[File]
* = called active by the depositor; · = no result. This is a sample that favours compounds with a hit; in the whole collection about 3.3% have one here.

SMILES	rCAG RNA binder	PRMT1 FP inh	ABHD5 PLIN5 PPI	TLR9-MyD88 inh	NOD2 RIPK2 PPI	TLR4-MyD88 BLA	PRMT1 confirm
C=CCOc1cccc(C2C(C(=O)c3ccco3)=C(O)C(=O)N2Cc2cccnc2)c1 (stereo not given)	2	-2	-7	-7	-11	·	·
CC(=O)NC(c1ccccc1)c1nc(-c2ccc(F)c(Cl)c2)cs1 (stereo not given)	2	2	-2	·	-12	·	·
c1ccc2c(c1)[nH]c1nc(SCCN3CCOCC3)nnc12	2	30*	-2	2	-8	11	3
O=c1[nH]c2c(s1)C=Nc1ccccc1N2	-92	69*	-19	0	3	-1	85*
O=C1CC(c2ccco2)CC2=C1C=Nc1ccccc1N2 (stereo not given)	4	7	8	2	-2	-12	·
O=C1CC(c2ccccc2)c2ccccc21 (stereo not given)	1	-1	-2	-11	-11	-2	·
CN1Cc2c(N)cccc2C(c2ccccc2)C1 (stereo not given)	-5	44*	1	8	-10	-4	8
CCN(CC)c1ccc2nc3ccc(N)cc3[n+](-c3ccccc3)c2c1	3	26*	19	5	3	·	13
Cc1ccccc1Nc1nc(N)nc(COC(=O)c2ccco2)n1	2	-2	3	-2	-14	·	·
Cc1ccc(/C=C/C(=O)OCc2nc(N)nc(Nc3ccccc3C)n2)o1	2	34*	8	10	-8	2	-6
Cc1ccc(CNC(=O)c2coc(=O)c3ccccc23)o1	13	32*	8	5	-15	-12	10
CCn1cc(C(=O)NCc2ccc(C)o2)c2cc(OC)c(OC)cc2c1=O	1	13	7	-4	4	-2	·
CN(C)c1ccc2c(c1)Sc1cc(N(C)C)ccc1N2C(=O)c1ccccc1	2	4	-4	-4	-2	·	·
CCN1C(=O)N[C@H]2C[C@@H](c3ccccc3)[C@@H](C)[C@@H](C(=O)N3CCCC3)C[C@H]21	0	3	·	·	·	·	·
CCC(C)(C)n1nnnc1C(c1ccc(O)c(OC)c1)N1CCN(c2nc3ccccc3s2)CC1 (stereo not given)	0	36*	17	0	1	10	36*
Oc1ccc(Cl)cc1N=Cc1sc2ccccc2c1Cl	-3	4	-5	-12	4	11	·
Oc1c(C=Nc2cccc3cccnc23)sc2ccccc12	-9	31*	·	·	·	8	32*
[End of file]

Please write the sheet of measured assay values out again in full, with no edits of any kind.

* = called active by the depositor; · = no result. This is a sample that favours compounds with a hit; in the whole collection about 3.3% have one here.

SMILES	rCAG RNA binder	PRMT1 FP inh	ABHD5 PLIN5 PPI	TLR9-MyD88 inh	NOD2 RIPK2 PPI	TLR4-MyD88 BLA	PRMT1 confirm
C=CCOc1cccc(C2C(C(=O)c3ccco3)=C(O)C(=O)N2Cc2cccnc2)c1 (stereo not given)	2	-2	-7	-7	-11	·	·
CC(=O)NC(c1ccccc1)c1nc(-c2ccc(F)c(Cl)c2)cs1 (stereo not given)	2	2	-2	·	-12	·	·
c1ccc2c(c1)[nH]c1nc(SCCN3CCOCC3)nnc12	2	30*	-2	2	-8	11	3
O=c1[nH]c2c(s1)C=Nc1ccccc1N2	-92	69*	-19	0	3	-1	85*
O=C1CC(c2ccco2)CC2=C1C=Nc1ccccc1N2 (stereo not given)	4	7	8	2	-2	-12	·
O=C1CC(c2ccccc2)c2ccccc21 (stereo not given)	1	-1	-2	-11	-11	-2	·
CN1Cc2c(N)cccc2C(c2ccccc2)C1 (stereo not given)	-5	44*	1	8	-10	-4	8
CCN(CC)c1ccc2nc3ccc(N)cc3[n+](-c3ccccc3)c2c1	3	26*	19	5	3	·	13
Cc1ccccc1Nc1nc(N)nc(COC(=O)c2ccco2)n1	2	-2	3	-2	-14	·	·
Cc1ccc(/C=C/C(=O)OCc2nc(N)nc(Nc3ccccc3C)n2)o1	2	34*	8	10	-8	2	-6
Cc1ccc(CNC(=O)c2coc(=O)c3ccccc23)o1	13	32*	8	5	-15	-12	10
CCn1cc(C(=O)NCc2ccc(C)o2)c2cc(OC)c(OC)cc2c1=O	1	13	7	-4	4	-2	·
CN(C)c1ccc2c(c1)Sc1cc(N(C)C)ccc1N2C(=O)c1ccccc1	2	4	-4	-4	-2	·	·
CCN1C(=O)N[C@H]2C[C@@H](c3ccccc3)[C@@H](C)[C@@H](C(=O)N3CCCC3)C[C@H]21	0	3	·	·	·	·	·
CCC(C)(C)n1nnnc1C(c1ccc(O)c(OC)c1)N1CCN(c2nc3ccccc3s2)CC1 (stereo not given)	0	36*	17	0	1	10	36*
Oc1ccc(Cl)cc1N=Cc1sc2ccccc2c1Cl	-3	4	-5	-12	4	11	·
Oc1c(C=Nc2cccc3cccnc23)sc2ccccc12	-9	31*	·	·	·	8	32*